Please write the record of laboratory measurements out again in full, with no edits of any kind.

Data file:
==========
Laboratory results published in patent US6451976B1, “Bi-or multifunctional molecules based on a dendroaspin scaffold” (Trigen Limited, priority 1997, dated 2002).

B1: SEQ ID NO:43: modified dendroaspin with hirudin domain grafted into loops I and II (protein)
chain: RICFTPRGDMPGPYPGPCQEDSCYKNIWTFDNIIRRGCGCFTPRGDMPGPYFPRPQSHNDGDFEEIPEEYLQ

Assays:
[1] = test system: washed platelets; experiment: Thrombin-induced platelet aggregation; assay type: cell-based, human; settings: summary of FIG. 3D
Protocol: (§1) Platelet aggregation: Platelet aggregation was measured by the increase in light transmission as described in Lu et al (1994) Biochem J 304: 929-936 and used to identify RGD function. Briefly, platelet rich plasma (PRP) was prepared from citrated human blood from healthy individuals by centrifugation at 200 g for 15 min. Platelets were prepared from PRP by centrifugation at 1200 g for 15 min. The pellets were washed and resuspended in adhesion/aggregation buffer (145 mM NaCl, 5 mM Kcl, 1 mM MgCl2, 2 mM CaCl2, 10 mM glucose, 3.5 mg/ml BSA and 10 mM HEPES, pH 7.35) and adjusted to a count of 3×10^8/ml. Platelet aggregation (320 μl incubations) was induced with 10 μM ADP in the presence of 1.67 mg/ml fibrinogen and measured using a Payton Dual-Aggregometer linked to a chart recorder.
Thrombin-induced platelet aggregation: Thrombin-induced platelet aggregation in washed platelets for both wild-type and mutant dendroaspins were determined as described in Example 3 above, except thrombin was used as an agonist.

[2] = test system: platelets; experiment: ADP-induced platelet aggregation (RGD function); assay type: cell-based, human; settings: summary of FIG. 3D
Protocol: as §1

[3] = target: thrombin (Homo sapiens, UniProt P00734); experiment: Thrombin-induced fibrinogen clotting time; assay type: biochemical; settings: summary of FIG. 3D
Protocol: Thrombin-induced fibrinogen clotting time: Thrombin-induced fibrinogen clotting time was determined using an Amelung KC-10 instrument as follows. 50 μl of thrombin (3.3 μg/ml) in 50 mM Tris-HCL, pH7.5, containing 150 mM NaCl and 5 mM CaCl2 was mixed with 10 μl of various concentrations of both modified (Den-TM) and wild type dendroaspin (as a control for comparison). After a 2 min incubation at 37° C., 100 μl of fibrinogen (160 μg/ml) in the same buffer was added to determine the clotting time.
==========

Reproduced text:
Laboratory results published in patent US6451976B1, “Bi-or multifunctional molecules based on a dendroaspin scaffold” (Trigen Limited, priority 1997, dated 2002).

B1: SEQ ID NO:43: modified dendroaspin with hirudin domain grafted into loops I and II (protein)
chain: RICFTPRGDMPGPYPGPCQEDSCYKNIWTFDNIIRRGCGCFTPRGDMPGPYFPRPQSHNDGDFEEIPEEYLQ

Assays:
[1] = test system: washed platelets; experiment: Thrombin-induced platelet aggregation; assay type: cell-based, human; settings: summary of FIG. 3D
Protocol: (§1) Platelet aggregation: Platelet aggregation was measured by the increase in light transmission as described in Lu et al (1994) Biochem J 304: 929-936 and used to identify RGD function. Briefly, platelet rich plasma (PRP) was prepared from citrated human blood from healthy individuals by centrifugation at 200 g for 15 min. Platelets were prepared from PRP by centrifugation at 1200 g for 15 min. The pellets were washed and resuspended in adhesion/aggregation buffer (145 mM NaCl, 5 mM Kcl, 1 mM MgCl2, 2 mM CaCl2, 10 mM glucose, 3.5 mg/ml BSA and 10 mM HEPES, pH 7.35) and adjusted to a count of 3×10^8/ml. Platelet aggregation (320 μl incubations) was induced with 10 μM ADP in the presence of 1.67 mg/ml fibrinogen and measured using a Payton Dual-Aggregometer linked to a chart recorder.
Thrombin-induced platelet aggregation: Thrombin-induced platelet aggregation in washed platelets for both wild-type and mutant dendroaspins were determined as described in Example 3 above, except thrombin was used as an agonist.

[2] = test system: platelets; experiment: ADP-induced platelet aggregation (RGD function); assay type: cell-based, human; settings: summary of FIG. 3D
Protocol: as §1

[3] = target: thrombin (Homo sapiens, UniProt P00734); experiment: Thrombin-induced fibrinogen clotting time; assay type: biochemical; settings: summary of FIG. 3D
Protocol: Thrombin-induced fibrinogen clotting time: Thrombin-induced fibrinogen clotting time was determined using an Amelung KC-10 instrument as follows. 50 μl of thrombin (3.3 μg/ml) in 50 mM Tris-HCL, pH7.5, containing 150 mM NaCl and 5 mM CaCl2 was mixed with 10 μl of various concentrations of both modified (Den-TM) and wild type dendroaspin (as a control for comparison). After a 2 min incubation at 37° C., 100 μl of fibrinogen (160 μg/ml) in the same buffer was added to determine the clotting time.